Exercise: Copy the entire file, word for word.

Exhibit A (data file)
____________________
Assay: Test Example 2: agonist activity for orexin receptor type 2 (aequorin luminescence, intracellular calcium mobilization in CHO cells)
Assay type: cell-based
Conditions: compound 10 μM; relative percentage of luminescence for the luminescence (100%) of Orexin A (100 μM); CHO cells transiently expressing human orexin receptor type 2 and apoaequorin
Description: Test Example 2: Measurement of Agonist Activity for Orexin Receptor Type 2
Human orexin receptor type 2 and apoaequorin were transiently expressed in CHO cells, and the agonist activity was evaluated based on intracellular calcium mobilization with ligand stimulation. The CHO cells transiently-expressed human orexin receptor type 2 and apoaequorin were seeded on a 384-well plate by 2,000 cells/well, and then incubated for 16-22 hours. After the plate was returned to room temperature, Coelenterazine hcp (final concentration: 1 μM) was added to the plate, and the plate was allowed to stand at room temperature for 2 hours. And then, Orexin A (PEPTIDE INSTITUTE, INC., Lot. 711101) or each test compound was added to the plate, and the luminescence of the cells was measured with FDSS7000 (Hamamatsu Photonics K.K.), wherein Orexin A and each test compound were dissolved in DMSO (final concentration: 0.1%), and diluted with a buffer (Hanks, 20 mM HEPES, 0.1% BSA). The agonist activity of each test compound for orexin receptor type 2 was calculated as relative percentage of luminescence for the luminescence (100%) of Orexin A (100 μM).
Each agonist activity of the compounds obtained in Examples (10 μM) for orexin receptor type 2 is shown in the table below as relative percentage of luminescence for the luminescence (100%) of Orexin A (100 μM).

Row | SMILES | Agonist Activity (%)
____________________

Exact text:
Assay: Test Example 2: agonist activity for orexin receptor type 2 (aequorin luminescence, intracellular calcium mobilization in CHO cells)
Assay type: cell-based
Conditions: compound 10 μM; relative percentage of luminescence for the luminescence (100%) of Orexin A (100 μM); CHO cells transiently expressing human orexin receptor type 2 and apoaequorin
Description: Test Example 2: Measurement of Agonist Activity for Orexin Receptor Type 2
Human orexin receptor type 2 and apoaequorin were transiently expressed in CHO cells, and the agonist activity was evaluated based on intracellular calcium mobilization with ligand stimulation. The CHO cells transiently-expressed human orexin receptor type 2 and apoaequorin were seeded on a 384-well plate by 2,000 cells/well, and then incubated for 16-22 hours. After the plate was returned to room temperature, Coelenterazine hcp (final concentration: 1 μM) was added to the plate, and the plate was allowed to stand at room temperature for 2 hours. And then, Orexin A (PEPTIDE INSTITUTE, INC., Lot. 711101) or each test compound was added to the plate, and the luminescence of the cells was measured with FDSS7000 (Hamamatsu Photonics K.K.), wherein Orexin A and each test compound were dissolved in DMSO (final concentration: 0.1%), and diluted with a buffer (Hanks, 20 mM HEPES, 0.1% BSA). The agonist activity of each test compound for orexin receptor type 2 was calculated as relative percentage of luminescence for the luminescence (100%) of Orexin A (100 μM).
Each agonist activity of the compounds obtained in Examples (10 μM) for orexin receptor type 2 is shown in the table below as relative percentage of luminescence for the luminescence (100%) of Orexin A (100 μM).

Row | SMILES | Agonist Activity (%)